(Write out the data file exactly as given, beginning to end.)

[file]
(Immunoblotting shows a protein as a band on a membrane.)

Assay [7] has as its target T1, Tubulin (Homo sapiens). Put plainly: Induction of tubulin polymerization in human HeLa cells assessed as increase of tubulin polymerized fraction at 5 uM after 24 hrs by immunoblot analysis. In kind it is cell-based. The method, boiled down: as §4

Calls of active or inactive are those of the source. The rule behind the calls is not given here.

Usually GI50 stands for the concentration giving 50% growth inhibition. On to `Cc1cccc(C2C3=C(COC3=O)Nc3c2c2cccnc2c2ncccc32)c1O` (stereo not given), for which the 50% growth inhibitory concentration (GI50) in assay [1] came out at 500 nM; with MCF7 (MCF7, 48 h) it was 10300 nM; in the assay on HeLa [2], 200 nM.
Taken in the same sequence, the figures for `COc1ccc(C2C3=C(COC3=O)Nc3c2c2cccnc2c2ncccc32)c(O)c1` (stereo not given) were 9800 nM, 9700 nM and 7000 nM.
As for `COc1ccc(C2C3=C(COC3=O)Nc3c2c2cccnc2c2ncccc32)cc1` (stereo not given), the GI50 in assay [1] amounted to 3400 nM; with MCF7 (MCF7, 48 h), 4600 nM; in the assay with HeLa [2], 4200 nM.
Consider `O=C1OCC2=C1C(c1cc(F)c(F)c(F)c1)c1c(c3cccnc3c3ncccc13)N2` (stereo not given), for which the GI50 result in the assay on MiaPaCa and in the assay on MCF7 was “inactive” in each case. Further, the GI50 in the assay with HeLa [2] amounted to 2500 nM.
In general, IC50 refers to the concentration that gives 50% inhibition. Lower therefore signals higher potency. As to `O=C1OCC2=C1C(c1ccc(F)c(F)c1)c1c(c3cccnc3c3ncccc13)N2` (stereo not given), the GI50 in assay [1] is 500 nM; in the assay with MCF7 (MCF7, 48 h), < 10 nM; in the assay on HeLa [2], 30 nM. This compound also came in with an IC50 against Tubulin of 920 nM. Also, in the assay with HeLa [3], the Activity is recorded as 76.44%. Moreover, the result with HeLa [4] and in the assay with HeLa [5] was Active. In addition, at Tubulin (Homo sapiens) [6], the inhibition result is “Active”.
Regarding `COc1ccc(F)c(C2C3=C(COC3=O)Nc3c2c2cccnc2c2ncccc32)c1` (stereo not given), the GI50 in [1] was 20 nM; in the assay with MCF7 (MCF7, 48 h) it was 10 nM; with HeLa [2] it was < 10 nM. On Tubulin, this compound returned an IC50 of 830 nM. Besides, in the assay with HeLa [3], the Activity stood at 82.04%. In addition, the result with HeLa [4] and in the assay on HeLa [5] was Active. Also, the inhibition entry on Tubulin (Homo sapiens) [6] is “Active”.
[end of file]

(Immunoblotting shows a protein as a band on a membrane.)

Assay [7] has as its target T1, Tubulin (Homo sapiens). Put plainly: Induction of tubulin polymerization in human HeLa cells assessed as increase of tubulin polymerized fraction at 5 uM after 24 hrs by immunoblot analysis. In kind it is cell-based. The method, boiled down: as §4

Calls of active or inactive are those of the source. The rule behind the calls is not given here.

Usually GI50 stands for the concentration giving 50% growth inhibition. On to `Cc1cccc(C2C3=C(COC3=O)Nc3c2c2cccnc2c2ncccc32)c1O` (stereo not given), for which the 50% growth inhibitory concentration (GI50) in assay [1] came out at 500 nM; with MCF7 (MCF7, 48 h) it was 10300 nM; in the assay on HeLa [2], 200 nM.
Taken in the same sequence, the figures for `COc1ccc(C2C3=C(COC3=O)Nc3c2c2cccnc2c2ncccc32)c(O)c1` (stereo not given) were 9800 nM, 9700 nM and 7000 nM.
As for `COc1ccc(C2C3=C(COC3=O)Nc3c2c2cccnc2c2ncccc32)cc1` (stereo not given), the GI50 in assay [1] amounted to 3400 nM; with MCF7 (MCF7, 48 h), 4600 nM; in the assay with HeLa [2], 4200 nM.
Consider `O=C1OCC2=C1C(c1cc(F)c(F)c(F)c1)c1c(c3cccnc3c3ncccc13)N2` (stereo not given), for which the GI50 result in the assay on MiaPaCa and in the assay on MCF7 was “inactive” in each case. Further, the GI50 in the assay with HeLa [2] amounted to 2500 nM.
In general, IC50 refers to the concentration that gives 50% inhibition. Lower therefore signals higher potency. As to `O=C1OCC2=C1C(c1ccc(F)c(F)c1)c1c(c3cccnc3c3ncccc13)N2` (stereo not given), the GI50 in assay [1] is 500 nM; in the assay with MCF7 (MCF7, 48 h), < 10 nM; in the assay on HeLa [2], 30 nM. This compound also came in with an IC50 against Tubulin of 920 nM. Also, in the assay with HeLa [3], the Activity is recorded as 76.44%. Moreover, the result with HeLa [4] and in the assay with HeLa [5] was Active. In addition, at Tubulin (Homo sapiens) [6], the inhibition result is “Active”.
Regarding `COc1ccc(F)c(C2C3=C(COC3=O)Nc3c2c2cccnc2c2ncccc32)c1` (stereo not given), the GI50 in [1] was 20 nM; in the assay with MCF7 (MCF7, 48 h) it was 10 nM; with HeLa [2] it was < 10 nM. On Tubulin, this compound returned an IC50 of 830 nM. Besides, in the assay with HeLa [3], the Activity stood at 82.04%. In addition, the result with HeLa [4] and in the assay on HeLa [5] was Active. Also, the inhibition entry on Tubulin (Homo sapiens) [6] is “Active”.